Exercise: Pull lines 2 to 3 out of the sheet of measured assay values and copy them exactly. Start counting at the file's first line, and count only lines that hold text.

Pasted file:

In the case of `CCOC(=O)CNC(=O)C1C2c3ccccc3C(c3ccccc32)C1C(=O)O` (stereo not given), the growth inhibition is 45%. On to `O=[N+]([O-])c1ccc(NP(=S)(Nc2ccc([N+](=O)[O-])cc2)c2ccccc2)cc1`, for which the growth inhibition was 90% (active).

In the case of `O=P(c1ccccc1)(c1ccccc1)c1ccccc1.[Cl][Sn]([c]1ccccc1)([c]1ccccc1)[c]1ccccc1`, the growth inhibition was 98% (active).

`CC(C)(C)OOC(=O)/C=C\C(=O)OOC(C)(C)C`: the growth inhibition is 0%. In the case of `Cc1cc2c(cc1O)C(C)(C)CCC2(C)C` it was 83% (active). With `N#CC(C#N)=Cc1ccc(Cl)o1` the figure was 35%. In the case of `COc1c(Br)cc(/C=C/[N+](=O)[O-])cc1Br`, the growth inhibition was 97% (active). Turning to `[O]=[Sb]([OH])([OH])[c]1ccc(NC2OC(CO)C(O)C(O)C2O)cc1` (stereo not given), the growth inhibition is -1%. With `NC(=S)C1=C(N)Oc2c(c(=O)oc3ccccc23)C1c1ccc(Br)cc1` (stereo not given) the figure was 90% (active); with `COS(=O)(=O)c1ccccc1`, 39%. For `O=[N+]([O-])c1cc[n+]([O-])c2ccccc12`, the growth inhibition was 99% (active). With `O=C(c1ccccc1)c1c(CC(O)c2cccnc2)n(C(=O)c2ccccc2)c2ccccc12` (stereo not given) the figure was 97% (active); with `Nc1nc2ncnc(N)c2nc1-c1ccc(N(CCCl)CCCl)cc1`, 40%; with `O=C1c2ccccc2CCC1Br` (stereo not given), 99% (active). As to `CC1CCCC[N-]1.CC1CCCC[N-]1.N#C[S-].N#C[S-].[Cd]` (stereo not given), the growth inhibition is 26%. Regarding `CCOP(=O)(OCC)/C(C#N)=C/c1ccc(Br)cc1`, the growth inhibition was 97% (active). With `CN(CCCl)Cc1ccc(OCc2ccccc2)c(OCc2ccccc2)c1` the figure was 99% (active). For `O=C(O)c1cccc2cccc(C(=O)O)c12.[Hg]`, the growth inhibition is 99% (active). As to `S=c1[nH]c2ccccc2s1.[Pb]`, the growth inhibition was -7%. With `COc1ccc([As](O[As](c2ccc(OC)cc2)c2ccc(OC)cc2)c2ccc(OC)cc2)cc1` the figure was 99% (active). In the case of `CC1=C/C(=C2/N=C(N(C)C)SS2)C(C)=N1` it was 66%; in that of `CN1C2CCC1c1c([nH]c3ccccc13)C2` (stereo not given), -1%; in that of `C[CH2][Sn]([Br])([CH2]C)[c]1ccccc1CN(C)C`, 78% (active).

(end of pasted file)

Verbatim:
In the case of `O=P(c1ccccc1)(c1ccccc1)c1ccccc1.[Cl][Sn]([c]1ccccc1)([c]1ccccc1)[c]1ccccc1`, the growth inhibition was 98% (active).

`CC(C)(C)OOC(=O)/C=C\C(=O)OOC(C)(C)C`: the growth inhibition is 0%. In the case of `Cc1cc2c(cc1O)C(C)(C)CCC2(C)C` it was 83% (active). With `N#CC(C#N)=Cc1ccc(Cl)o1` the figure was 35%. In the case of `COc1c(Br)cc(/C=C/[N+](=O)[O-])cc1Br`, the growth inhibition was 97% (active). Turning to `[O]=[Sb]([OH])([OH])[c]1ccc(NC2OC(CO)C(O)C(O)C2O)cc1` (stereo not given), the growth inhibition is -1%. With `NC(=S)C1=C(N)Oc2c(c(=O)oc3ccccc23)C1c1ccc(Br)cc1` (stereo not given) the figure was 90% (active); with `COS(=O)(=O)c1ccccc1`, 39%. For `O=[N+]([O-])c1cc[n+]([O-])c2ccccc12`, the growth inhibition was 99% (active). With `O=C(c1ccccc1)c1c(CC(O)c2cccnc2)n(C(=O)c2ccccc2)c2ccccc12` (stereo not given) the figure was 97% (active); with `Nc1nc2ncnc(N)c2nc1-c1ccc(N(CCCl)CCCl)cc1`, 40%; with `O=C1c2ccccc2CCC1Br` (stereo not given), 99% (active). As to `CC1CCCC[N-]1.CC1CCCC[N-]1.N#C[S-].N#C[S-].[Cd]` (stereo not given), the growth inhibition is 26%. Regarding `CCOP(=O)(OCC)/C(C#N)=C/c1ccc(Br)cc1`, the growth inhibition was 97% (active). With `CN(CCCl)Cc1ccc(OCc2ccccc2)c(OCc2ccccc2)c1` the figure was 99% (active). For `O=C(O)c1cccc2cccc(C(=O)O)c12.[Hg]`, the growth inhibition is 99% (active). As to `S=c1[nH]c2ccccc2s1.[Pb]`, the growth inhibition was -7%. With `COc1ccc([As](O[As](c2ccc(OC)cc2)c2ccc(OC)cc2)c2ccc(OC)cc2)cc1` the figure was 99% (active). In the case of `CC1=C/C(=C2/N=C(N(C)C)SS2)C(C)=N1` it was 66%; in that of `CN1C2CCC1c1c([nH]c3ccccc13)C2` (stereo not given), -1%; in that of `C[CH2][Sn]([Br])([CH2]C)[c]1ccccc1CN(C)C`, 78% (active).